I think openset described it best-it has a few lucid passages in it (and I'm using the term lucid VERY loosely here). Stylistically, though, most of it was in need of a good editor-he rambles, goes off on strange tangents, half-finishes analogies and metaphores, and basically shows how important his propoganda minister was to his assent to power-because if he spoke like that, he'd probably have been brushed off as the nut he was. It does read like a jailhouse blog, because that's essentially what it is. Even knowing a great deal about the events that got him put in prison and the history of the region doesn't make it easier to follow his wonky stream of conciousness.

That being said, I think I can understand how it would be useful to someone who already strongly believed what Hilter was writing-it validates alot of what they were probably feeling. It's like hearing Hagee or Fallwell or one of those guys go off on gays-it's never completely coherant, the arguments are generally wanting, but if you don't like them to begin with, you can point to someone else and say "See, I was right in my opinions."

Jun 2, 2015, 2:10pm

When I worked in a large Jewish community library, I noticed they had a copy in their collection. There are legitimate reasons for having some extremist views represented in certain library collections.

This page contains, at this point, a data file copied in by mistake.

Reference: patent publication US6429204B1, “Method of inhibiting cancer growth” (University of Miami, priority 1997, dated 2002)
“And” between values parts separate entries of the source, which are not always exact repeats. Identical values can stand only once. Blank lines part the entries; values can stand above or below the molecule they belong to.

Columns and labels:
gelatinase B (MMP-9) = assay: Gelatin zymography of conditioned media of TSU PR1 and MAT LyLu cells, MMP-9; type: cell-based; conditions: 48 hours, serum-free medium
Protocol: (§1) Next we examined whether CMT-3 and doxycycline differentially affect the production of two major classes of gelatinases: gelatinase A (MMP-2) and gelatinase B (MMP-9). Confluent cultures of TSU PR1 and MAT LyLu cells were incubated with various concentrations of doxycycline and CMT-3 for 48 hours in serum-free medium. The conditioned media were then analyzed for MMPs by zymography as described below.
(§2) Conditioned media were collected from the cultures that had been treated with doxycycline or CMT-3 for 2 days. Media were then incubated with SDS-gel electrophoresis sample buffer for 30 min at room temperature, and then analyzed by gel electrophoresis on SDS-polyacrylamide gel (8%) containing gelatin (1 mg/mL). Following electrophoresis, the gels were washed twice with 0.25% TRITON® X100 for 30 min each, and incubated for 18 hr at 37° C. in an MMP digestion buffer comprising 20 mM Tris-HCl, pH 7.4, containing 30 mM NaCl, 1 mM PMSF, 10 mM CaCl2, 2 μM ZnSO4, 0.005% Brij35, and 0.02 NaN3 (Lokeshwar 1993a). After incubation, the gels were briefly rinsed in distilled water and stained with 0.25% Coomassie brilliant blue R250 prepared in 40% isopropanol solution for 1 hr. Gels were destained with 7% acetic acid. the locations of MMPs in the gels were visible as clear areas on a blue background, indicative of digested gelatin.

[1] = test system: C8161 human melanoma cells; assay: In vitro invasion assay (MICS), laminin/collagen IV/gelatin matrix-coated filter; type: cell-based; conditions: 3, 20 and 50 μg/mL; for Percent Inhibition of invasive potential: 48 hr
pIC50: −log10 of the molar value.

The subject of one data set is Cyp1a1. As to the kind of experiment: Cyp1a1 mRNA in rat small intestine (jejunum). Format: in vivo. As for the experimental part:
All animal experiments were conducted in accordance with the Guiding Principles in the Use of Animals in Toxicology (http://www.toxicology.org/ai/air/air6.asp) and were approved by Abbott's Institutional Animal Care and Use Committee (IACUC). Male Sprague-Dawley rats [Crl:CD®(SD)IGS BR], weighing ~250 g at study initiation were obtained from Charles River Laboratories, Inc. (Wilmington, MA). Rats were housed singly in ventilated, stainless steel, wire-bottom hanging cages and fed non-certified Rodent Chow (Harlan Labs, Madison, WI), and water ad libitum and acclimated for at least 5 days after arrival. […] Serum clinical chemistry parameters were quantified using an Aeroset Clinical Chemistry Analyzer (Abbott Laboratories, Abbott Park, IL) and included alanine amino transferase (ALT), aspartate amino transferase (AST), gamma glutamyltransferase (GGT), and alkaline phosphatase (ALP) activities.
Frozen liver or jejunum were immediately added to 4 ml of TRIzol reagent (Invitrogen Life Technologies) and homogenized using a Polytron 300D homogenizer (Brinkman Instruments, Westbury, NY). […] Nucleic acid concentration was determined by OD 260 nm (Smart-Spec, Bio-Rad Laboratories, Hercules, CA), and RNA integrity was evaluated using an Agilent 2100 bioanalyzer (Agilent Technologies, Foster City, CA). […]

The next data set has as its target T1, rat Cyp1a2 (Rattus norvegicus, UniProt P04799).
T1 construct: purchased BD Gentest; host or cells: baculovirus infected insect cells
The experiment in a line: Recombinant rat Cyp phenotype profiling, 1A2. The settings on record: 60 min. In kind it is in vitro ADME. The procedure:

And as far as Hitler's motivations go, no, you won't find those in the actions of his teachers. The noted psychology writer Alice Miller looked into the childhoods of Hitler and Stalin as well as some celebrated artists (Picasso, etc.) and found plenty of primal motivation for their actions in adulthood based on how they were treated by their parents. Basically, Hitler and Stalin received only brutal attention from parental authority figures in their childhoods. Picasso's childhood treatment left me quite illuminated about the symbolism in his masterwork painting Guernica, which I had not understood well before. That Alice Miller book is worth a read:

The Untouched key

Here is that book description on the author's website: